There is an interesting post at The T&T Clark Blog with a transcription of an address that BYU’s John Welch gave on March 5th in London at a conference about Margaret Barker’s latest book, Temple Themes in Christian Worship, and her scholarly work on temple subjects in ancient Christianity and Judaism. FARMS lists Welch as serving on the executive committee of the Biblical Law Section of the SBL, but in this review he also mentions that he has been selected as one of the organizers of a new section on Temple Studies in the SBL. I am not very familiar with the SBL, but this sounds like a fantastic leap forward in temple studies among biblical scholars.
Some highlights from this address are:
Jesus’s world was a world in which temples were pervasive, dominant, identity-forming and community-shaping institutions. We haven’t understood well enough that temples were of the essence in all ancient religions, but a recent burst of books about temple studies shows that people are finally seeing this more clearly. . . .
Certainly Peter spoke of the church as a nation of priests, and early Christians saw themselves in terms of that temple-centric world, and even envied the temple. Margaret builds on solid ground in highlighting the Liturgy of James, in which “all Christians gave thanks that they could enter the holy of holies, ‘being counted worthy to enter . . . within the veil’” and cast themselves before God’s goodness (226). . . .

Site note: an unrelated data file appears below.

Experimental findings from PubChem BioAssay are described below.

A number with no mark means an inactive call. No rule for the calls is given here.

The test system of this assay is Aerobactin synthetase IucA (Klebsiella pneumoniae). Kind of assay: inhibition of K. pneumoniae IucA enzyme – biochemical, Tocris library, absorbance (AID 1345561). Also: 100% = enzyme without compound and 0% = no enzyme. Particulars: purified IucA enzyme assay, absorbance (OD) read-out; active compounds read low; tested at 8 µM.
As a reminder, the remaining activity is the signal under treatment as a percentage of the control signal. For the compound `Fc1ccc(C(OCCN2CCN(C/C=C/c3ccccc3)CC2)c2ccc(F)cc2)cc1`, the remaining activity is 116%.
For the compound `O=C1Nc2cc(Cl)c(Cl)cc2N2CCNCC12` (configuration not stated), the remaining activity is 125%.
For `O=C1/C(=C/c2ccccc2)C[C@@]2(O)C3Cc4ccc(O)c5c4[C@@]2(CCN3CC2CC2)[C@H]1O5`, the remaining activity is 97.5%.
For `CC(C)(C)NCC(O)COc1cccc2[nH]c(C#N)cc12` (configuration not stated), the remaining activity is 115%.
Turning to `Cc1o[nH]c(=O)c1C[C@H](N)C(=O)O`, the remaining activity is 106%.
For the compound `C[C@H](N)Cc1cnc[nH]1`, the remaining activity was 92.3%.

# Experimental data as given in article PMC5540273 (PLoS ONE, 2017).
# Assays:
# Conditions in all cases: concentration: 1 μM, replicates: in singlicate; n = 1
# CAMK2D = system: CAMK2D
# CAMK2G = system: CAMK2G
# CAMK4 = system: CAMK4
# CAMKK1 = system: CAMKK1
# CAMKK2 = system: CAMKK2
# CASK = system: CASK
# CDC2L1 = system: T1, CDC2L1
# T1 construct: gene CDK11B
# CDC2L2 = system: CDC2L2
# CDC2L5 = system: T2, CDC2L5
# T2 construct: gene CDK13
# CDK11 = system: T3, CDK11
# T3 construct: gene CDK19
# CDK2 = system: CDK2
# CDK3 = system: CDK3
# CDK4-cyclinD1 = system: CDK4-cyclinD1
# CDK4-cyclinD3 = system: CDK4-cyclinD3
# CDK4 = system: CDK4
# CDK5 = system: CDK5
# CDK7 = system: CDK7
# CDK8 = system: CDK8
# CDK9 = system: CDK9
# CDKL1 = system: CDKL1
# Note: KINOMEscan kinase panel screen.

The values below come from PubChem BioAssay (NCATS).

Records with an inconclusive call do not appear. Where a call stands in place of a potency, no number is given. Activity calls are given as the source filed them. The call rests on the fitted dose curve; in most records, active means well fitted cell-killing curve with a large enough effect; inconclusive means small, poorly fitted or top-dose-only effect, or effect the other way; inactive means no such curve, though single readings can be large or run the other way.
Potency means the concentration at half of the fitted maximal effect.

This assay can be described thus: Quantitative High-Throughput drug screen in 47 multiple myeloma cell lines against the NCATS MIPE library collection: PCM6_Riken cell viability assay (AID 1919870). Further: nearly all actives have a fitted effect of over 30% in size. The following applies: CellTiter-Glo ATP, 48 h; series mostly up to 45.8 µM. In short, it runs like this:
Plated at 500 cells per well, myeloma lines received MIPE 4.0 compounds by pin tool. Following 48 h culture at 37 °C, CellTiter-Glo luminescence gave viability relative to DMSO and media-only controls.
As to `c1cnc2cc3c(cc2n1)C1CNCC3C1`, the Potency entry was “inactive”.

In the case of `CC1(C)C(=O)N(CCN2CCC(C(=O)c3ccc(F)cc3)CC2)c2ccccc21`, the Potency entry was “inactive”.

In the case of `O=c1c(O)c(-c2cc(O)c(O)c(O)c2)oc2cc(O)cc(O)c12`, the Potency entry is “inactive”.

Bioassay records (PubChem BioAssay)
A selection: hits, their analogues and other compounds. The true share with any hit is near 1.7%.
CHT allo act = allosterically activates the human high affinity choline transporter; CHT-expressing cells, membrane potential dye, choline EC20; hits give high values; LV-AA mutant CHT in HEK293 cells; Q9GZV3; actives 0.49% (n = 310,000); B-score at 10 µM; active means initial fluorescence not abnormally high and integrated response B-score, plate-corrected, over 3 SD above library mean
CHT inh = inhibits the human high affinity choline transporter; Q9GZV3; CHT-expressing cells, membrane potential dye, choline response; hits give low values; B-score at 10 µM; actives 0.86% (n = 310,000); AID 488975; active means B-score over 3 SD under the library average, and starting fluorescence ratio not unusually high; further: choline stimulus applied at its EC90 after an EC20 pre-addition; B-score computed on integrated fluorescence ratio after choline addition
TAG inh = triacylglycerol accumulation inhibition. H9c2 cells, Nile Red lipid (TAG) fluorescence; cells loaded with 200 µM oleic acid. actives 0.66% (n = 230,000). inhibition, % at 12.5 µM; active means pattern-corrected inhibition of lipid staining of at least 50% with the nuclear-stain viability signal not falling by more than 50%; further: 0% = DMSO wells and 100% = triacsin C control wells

In historical Jesus studies, more attention now needs to be given to Jesus and the Temple, for it dominated every landscape in Jerusalem in Jesus’s day. Whenever we see Jesus in Jerusalem, we see him in or in the vicinity of the Temple. Too rarely have we noticed how many of his teachings, conversations, and actions are reported in a temple setting. By my count, some 12% of the words in all 4 gospels are set in the Temple or its confines. After Margaret’s work, everything in the New Testament needs to be reconsidered in terms of temple themes. . . .
As a Latter-day Saint, I have a deep love for and interest in the Temple, a place that Jesus loved, wept over, and revered as his Father’s house. Striving to be saints or holy ones, Latter-day Saints have built temples in many countries around the world. They offer working examples of Christian temples in operation. Their practices tap into much of the earliest temple strata of Christianity. In LDS temples, the faithful are given a new name, a white robe, washed and anointed, instructed through a ritual drama of God the Father’s plan of salvation, and prayers are offered for the healing of the sick and the afflicted. . . .
By reconnecting the ordinary Christian’s worship with its sustaining temple roots, Margaret takes biblical studies out of the sterile confines of arcane academic arenas (where biblical studies usually languish) and reveals what difference these purposefully obscure, guardedly veiled, and now long-forgotten mysteries can make today in breathing new life into the minds and hearts of faithful sons and daughters of God. Imagine actually enriching every Christian’s baptismal experience with the twelve powerful steps of initiation found in the Testament of Levi, reflecting temple traditions older than the Temple of Herod. . . .